And maybe that’s the case. But consider the alternative, suggested by the reality of the midterm election results: The votes that will spell the difference for Democrats lie not on the left and on the coasts, but in the center and in the industrial Midwest.
That’s where Mr. Biden enters the picture. Perhaps the 76-year-old former vice president is too old. He certainly doesn’t meet the desire for “new blood” in politics cited last week by former President Obama.
On the other hand, if the Democrats’ key votes in 2020 will lie among centrists in the industrial Midwest, the more moderate profile of the favorite son of Scranton, Pa., will be an attractive one. Moreover, if voters generally are looking for somebody who knows how to get things done rather than simply create controversy, the guy who once prevented a government shutdown by cutting a big budget deal with Republican Sen. Mitch McConnell may have some appeal.
It’s too early to know, of course—but there is more than one narrative at work for Democrats.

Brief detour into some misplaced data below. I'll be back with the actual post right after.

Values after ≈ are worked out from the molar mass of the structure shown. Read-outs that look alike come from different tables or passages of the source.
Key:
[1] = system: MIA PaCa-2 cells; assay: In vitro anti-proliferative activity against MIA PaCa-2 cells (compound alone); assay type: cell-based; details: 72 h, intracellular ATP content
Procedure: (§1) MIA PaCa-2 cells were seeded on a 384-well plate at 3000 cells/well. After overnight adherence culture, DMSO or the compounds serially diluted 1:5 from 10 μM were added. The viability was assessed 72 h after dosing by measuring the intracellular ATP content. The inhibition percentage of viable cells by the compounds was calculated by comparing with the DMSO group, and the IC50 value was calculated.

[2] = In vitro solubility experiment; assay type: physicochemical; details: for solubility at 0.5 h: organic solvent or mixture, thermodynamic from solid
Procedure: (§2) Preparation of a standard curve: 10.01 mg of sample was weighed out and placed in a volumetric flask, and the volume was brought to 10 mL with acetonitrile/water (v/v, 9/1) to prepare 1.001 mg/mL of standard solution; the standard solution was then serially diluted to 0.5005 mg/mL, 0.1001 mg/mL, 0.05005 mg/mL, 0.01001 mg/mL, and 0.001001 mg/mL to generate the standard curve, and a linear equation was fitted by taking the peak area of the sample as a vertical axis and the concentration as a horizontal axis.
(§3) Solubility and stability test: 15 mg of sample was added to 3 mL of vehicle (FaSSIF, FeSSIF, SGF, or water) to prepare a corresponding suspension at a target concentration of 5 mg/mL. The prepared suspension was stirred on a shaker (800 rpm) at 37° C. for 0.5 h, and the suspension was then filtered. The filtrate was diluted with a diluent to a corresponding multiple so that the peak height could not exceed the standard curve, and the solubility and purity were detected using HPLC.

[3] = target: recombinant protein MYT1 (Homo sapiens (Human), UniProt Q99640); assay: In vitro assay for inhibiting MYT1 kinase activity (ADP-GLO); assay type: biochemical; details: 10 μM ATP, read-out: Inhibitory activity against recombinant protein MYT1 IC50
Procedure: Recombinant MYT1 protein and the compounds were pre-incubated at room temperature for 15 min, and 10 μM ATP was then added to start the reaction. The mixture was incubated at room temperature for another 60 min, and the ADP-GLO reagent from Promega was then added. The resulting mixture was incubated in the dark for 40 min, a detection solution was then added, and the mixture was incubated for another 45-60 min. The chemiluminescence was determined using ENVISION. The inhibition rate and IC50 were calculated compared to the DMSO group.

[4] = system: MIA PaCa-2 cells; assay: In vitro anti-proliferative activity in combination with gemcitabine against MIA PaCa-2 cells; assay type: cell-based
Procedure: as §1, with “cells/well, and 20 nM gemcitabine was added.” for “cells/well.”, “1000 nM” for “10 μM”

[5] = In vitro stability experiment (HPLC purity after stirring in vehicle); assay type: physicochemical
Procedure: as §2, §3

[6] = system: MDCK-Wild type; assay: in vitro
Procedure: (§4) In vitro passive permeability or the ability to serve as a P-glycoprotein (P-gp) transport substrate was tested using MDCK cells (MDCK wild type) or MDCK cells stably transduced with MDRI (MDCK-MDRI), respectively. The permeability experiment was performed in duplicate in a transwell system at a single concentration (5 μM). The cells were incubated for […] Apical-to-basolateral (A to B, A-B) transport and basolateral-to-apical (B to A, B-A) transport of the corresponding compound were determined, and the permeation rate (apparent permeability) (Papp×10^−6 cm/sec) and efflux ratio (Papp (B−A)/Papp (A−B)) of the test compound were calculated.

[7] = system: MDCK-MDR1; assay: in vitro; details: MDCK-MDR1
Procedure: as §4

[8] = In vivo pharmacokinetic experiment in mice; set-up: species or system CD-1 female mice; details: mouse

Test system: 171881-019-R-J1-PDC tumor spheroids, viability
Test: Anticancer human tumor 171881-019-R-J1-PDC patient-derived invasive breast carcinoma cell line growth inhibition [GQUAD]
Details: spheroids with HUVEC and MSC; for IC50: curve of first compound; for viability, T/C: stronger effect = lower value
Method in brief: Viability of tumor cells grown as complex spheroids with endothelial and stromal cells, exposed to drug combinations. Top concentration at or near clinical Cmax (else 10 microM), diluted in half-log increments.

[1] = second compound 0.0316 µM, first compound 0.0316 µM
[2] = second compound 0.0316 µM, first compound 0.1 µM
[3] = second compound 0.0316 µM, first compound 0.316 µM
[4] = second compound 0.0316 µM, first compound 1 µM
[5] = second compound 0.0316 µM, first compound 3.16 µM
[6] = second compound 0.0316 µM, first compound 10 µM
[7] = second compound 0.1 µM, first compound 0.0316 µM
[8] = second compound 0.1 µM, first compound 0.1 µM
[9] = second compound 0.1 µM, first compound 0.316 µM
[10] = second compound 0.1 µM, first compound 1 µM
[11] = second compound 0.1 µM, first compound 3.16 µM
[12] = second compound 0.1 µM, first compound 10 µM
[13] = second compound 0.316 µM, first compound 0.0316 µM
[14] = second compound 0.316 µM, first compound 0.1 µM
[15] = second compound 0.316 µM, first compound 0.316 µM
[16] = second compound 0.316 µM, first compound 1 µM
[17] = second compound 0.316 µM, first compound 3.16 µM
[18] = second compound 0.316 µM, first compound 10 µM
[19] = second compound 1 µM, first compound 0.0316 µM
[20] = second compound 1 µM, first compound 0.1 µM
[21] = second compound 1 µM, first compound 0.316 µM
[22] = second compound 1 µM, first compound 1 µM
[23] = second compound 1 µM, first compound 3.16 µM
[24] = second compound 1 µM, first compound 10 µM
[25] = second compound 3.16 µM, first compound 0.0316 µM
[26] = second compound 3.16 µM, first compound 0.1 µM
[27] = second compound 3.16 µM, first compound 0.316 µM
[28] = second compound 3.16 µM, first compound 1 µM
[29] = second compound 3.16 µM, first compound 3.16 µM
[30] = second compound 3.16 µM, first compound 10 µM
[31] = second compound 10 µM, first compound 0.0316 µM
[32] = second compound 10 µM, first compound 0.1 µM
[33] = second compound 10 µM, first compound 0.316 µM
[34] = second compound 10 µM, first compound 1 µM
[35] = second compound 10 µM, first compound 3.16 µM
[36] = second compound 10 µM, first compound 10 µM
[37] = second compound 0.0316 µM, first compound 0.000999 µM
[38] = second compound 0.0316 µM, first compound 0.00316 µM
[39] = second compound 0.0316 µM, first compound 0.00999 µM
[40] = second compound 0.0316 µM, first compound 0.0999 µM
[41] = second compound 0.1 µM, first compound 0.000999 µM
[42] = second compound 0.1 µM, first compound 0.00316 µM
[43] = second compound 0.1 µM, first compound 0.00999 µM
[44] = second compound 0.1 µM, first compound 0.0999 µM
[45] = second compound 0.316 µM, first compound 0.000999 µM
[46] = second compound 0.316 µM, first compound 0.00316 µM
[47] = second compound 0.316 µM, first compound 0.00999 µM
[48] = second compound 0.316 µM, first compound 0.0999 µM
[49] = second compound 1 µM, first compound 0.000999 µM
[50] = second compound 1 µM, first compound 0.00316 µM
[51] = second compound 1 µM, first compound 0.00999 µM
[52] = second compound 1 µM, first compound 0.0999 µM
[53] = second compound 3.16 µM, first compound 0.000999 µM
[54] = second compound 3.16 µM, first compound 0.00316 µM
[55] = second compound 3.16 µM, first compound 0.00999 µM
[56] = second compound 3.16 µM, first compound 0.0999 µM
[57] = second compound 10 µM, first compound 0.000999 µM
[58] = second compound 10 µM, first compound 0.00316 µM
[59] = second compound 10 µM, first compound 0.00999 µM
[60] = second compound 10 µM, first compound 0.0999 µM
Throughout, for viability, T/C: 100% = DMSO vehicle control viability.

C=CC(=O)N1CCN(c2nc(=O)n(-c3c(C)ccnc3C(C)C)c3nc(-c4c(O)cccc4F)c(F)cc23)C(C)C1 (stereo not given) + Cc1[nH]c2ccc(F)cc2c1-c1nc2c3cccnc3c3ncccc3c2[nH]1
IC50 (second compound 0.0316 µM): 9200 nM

The next big change came in 1992 with the nomination and election of Bill Clinton. His moderate platform was similar to his peers’, but his political style was a departure. The concept of a permanent campaign came to the White House. Every move was measured against its short-term political value to the president. The Clinton team launched personal attacks against policy dissenters and against women who brought charges of sexual misconduct against the president. In 1996, Mr. Clinton accused Republican nominee Bob Dole of “trying to destroy Social Security and Medicare” through his support of a bipartisan entitlement-reform effort Mr. Clinton himself had previously praised. By 2001, when Mr. Clinton left the scene, say-anything attack politics had become the normal order of the day in the Democratic Party.